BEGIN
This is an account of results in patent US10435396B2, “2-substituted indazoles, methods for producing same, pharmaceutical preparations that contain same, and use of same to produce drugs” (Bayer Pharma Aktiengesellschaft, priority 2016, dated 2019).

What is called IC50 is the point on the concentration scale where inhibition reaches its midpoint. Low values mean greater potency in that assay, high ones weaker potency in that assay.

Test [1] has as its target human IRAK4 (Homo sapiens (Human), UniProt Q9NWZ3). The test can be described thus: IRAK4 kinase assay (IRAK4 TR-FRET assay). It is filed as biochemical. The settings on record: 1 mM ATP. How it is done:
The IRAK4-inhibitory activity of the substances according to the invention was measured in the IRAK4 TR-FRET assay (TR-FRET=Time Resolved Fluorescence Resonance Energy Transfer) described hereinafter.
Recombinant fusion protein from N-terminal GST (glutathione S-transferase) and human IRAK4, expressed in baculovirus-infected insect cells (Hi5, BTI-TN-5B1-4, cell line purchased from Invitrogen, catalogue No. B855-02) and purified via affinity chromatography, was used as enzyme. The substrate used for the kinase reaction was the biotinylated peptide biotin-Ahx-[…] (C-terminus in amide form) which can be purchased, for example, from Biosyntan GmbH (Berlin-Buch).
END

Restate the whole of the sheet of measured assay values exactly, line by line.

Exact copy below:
This is an account of results in patent US10435396B2, “2-substituted indazoles, methods for producing same, pharmaceutical preparations that contain same, and use of same to produce drugs” (Bayer Pharma Aktiengesellschaft, priority 2016, dated 2019).

What is called IC50 is the point on the concentration scale where inhibition reaches its midpoint. Low values mean greater potency in that assay, high ones weaker potency in that assay.

Test [1] has as its target human IRAK4 (Homo sapiens (Human), UniProt Q9NWZ3). The test can be described thus: IRAK4 kinase assay (IRAK4 TR-FRET assay). It is filed as biochemical. The settings on record: 1 mM ATP. How it is done:
The IRAK4-inhibitory activity of the substances according to the invention was measured in the IRAK4 TR-FRET assay (TR-FRET=Time Resolved Fluorescence Resonance Energy Transfer) described hereinafter.
Recombinant fusion protein from N-terminal GST (glutathione S-transferase) and human IRAK4, expressed in baculovirus-infected insect cells (Hi5, BTI-TN-5B1-4, cell line purchased from Invitrogen, catalogue No. B855-02) and purified via affinity chromatography, was used as enzyme. The substrate used for the kinase reaction was the biotinylated peptide biotin-Ahx-[…] (C-terminus in amide form) which can be purchased, for example, from Biosyntan GmbH (Berlin-Buch).